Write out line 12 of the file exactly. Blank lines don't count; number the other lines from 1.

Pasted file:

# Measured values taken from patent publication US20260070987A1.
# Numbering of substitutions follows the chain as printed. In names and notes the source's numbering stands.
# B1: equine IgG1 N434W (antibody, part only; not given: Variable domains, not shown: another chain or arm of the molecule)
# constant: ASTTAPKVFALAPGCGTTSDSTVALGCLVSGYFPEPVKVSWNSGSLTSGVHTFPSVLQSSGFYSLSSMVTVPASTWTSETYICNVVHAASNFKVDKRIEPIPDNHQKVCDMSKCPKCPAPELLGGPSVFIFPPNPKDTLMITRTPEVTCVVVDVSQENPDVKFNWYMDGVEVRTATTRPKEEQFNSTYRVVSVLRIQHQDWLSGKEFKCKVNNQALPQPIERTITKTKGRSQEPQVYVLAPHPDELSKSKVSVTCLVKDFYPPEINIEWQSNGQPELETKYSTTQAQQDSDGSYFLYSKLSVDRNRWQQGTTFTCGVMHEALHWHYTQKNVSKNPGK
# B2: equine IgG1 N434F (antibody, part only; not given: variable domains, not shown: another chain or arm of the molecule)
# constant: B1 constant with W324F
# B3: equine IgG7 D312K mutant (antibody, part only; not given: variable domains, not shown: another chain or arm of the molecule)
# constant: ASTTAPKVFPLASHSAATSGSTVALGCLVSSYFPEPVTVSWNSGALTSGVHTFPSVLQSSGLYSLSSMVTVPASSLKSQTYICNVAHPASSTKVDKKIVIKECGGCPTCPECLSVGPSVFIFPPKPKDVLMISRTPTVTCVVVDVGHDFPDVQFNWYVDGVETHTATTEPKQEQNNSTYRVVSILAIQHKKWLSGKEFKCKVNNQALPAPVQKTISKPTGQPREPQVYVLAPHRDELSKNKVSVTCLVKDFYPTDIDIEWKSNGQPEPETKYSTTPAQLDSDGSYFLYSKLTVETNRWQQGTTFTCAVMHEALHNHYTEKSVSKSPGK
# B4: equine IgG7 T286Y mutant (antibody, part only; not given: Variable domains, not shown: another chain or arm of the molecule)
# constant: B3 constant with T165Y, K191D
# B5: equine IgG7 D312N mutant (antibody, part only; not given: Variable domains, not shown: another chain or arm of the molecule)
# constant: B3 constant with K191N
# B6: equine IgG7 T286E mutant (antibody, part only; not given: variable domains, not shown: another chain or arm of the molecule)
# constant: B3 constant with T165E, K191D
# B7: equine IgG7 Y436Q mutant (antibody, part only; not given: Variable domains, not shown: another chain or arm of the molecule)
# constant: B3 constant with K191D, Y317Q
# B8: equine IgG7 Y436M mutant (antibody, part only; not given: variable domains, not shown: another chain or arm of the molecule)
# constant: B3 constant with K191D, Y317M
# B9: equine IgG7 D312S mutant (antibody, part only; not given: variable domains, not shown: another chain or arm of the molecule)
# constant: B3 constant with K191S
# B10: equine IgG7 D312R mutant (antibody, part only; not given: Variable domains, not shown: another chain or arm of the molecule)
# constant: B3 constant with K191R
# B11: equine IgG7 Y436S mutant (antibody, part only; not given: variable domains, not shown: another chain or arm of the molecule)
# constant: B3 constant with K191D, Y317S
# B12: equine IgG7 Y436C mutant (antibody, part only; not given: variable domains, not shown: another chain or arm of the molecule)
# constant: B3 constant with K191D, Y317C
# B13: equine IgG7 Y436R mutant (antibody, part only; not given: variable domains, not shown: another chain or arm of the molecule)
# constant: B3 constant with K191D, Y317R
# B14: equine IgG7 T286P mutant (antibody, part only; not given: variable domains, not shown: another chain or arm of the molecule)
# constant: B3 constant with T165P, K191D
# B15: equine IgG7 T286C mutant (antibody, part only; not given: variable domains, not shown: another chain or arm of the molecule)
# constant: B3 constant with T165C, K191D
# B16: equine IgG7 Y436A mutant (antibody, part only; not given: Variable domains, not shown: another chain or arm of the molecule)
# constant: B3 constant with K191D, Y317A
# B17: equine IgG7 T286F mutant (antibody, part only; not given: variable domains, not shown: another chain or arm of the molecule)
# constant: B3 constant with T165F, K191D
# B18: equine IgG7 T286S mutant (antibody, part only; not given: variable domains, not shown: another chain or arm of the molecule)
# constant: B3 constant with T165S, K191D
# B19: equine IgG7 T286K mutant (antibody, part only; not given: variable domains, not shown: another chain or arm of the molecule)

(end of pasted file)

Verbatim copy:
# constant: B3 constant with K191N